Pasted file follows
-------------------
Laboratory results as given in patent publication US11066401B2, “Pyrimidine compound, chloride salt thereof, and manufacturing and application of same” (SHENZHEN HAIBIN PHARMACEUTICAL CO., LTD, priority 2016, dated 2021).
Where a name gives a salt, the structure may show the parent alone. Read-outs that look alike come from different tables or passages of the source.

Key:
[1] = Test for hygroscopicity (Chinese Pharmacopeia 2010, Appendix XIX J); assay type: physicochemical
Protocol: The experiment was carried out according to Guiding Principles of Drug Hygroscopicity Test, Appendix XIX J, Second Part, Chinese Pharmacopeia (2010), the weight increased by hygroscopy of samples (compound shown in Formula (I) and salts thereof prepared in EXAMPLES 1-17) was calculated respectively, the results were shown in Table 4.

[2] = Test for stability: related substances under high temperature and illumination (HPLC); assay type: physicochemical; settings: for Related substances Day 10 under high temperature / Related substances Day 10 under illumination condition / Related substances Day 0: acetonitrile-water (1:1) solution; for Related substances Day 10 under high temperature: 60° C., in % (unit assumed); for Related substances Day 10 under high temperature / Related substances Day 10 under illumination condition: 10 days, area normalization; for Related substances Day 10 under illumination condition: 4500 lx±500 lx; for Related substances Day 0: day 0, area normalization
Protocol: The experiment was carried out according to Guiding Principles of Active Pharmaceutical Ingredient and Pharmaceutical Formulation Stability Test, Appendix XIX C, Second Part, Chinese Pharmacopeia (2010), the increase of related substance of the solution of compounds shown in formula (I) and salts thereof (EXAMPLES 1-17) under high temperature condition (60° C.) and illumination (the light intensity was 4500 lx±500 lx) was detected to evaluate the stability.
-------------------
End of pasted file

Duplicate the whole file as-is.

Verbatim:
Laboratory results as given in patent publication US11066401B2, “Pyrimidine compound, chloride salt thereof, and manufacturing and application of same” (SHENZHEN HAIBIN PHARMACEUTICAL CO., LTD, priority 2016, dated 2021).
Where a name gives a salt, the structure may show the parent alone. Read-outs that look alike come from different tables or passages of the source.

Key:
[1] = Test for hygroscopicity (Chinese Pharmacopeia 2010, Appendix XIX J); assay type: physicochemical
Protocol: The experiment was carried out according to Guiding Principles of Drug Hygroscopicity Test, Appendix XIX J, Second Part, Chinese Pharmacopeia (2010), the weight increased by hygroscopy of samples (compound shown in Formula (I) and salts thereof prepared in EXAMPLES 1-17) was calculated respectively, the results were shown in Table 4.

[2] = Test for stability: related substances under high temperature and illumination (HPLC); assay type: physicochemical; settings: for Related substances Day 10 under high temperature / Related substances Day 10 under illumination condition / Related substances Day 0: acetonitrile-water (1:1) solution; for Related substances Day 10 under high temperature: 60° C., in % (unit assumed); for Related substances Day 10 under high temperature / Related substances Day 10 under illumination condition: 10 days, area normalization; for Related substances Day 10 under illumination condition: 4500 lx±500 lx; for Related substances Day 0: day 0, area normalization
Protocol: The experiment was carried out according to Guiding Principles of Active Pharmaceutical Ingredient and Pharmaceutical Formulation Stability Test, Appendix XIX C, Second Part, Chinese Pharmacopeia (2010), the increase of related substance of the solution of compounds shown in formula (I) and salts thereof (EXAMPLES 1-17) under high temperature condition (60° C.) and illumination (the light intensity was 4500 lx±500 lx) was detected to evaluate the stability.